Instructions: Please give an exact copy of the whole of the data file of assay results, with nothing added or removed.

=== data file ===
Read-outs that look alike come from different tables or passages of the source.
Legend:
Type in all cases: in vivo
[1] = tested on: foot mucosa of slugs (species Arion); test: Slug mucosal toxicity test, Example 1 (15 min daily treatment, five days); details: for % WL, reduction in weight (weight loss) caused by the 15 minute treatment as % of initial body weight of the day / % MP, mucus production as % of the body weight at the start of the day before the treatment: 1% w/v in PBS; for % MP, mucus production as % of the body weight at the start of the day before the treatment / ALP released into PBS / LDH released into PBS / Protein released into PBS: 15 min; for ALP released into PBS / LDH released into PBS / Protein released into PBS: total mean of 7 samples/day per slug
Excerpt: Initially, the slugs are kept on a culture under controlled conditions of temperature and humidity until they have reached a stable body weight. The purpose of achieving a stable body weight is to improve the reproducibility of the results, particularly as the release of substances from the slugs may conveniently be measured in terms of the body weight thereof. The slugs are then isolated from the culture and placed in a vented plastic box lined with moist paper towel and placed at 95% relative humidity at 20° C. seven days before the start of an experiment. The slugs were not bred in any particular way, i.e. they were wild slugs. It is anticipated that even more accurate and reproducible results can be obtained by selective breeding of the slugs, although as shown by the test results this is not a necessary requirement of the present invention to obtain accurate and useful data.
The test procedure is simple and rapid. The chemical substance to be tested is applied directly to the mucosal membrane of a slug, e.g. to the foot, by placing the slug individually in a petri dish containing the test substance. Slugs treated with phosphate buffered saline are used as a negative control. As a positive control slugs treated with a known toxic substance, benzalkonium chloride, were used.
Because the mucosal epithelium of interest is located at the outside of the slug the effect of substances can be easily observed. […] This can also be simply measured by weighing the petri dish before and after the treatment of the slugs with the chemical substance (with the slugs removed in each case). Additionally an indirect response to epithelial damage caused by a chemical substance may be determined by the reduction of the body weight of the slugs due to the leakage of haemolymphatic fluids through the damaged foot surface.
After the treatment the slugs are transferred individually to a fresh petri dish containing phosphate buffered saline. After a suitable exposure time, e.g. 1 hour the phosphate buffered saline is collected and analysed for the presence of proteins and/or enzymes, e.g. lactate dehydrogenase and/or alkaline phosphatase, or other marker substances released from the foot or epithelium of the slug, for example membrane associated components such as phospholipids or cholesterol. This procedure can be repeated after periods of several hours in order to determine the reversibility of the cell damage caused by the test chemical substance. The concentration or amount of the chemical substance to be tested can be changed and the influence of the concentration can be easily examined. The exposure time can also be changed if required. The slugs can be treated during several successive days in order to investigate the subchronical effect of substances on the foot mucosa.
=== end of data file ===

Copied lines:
Read-outs that look alike come from different tables or passages of the source.
Legend:
Type in all cases: in vivo
[1] = tested on: foot mucosa of slugs (species Arion); test: Slug mucosal toxicity test, Example 1 (15 min daily treatment, five days); details: for % WL, reduction in weight (weight loss) caused by the 15 minute treatment as % of initial body weight of the day / % MP, mucus production as % of the body weight at the start of the day before the treatment: 1% w/v in PBS; for % MP, mucus production as % of the body weight at the start of the day before the treatment / ALP released into PBS / LDH released into PBS / Protein released into PBS: 15 min; for ALP released into PBS / LDH released into PBS / Protein released into PBS: total mean of 7 samples/day per slug
Excerpt: Initially, the slugs are kept on a culture under controlled conditions of temperature and humidity until they have reached a stable body weight. The purpose of achieving a stable body weight is to improve the reproducibility of the results, particularly as the release of substances from the slugs may conveniently be measured in terms of the body weight thereof. The slugs are then isolated from the culture and placed in a vented plastic box lined with moist paper towel and placed at 95% relative humidity at 20° C. seven days before the start of an experiment. The slugs were not bred in any particular way, i.e. they were wild slugs. It is anticipated that even more accurate and reproducible results can be obtained by selective breeding of the slugs, although as shown by the test results this is not a necessary requirement of the present invention to obtain accurate and useful data.
The test procedure is simple and rapid. The chemical substance to be tested is applied directly to the mucosal membrane of a slug, e.g. to the foot, by placing the slug individually in a petri dish containing the test substance. Slugs treated with phosphate buffered saline are used as a negative control. As a positive control slugs treated with a known toxic substance, benzalkonium chloride, were used.
Because the mucosal epithelium of interest is located at the outside of the slug the effect of substances can be easily observed. […] This can also be simply measured by weighing the petri dish before and after the treatment of the slugs with the chemical substance (with the slugs removed in each case). Additionally an indirect response to epithelial damage caused by a chemical substance may be determined by the reduction of the body weight of the slugs due to the leakage of haemolymphatic fluids through the damaged foot surface.
After the treatment the slugs are transferred individually to a fresh petri dish containing phosphate buffered saline. After a suitable exposure time, e.g. 1 hour the phosphate buffered saline is collected and analysed for the presence of proteins and/or enzymes, e.g. lactate dehydrogenase and/or alkaline phosphatase, or other marker substances released from the foot or epithelium of the slug, for example membrane associated components such as phospholipids or cholesterol. This procedure can be repeated after periods of several hours in order to determine the reversibility of the cell damage caused by the test chemical substance. The concentration or amount of the chemical substance to be tested can be changed and the influence of the concentration can be easily examined. The exposure time can also be changed if required. The slugs can be treated during several successive days in order to investigate the subchronical effect of substances on the foot mucosa.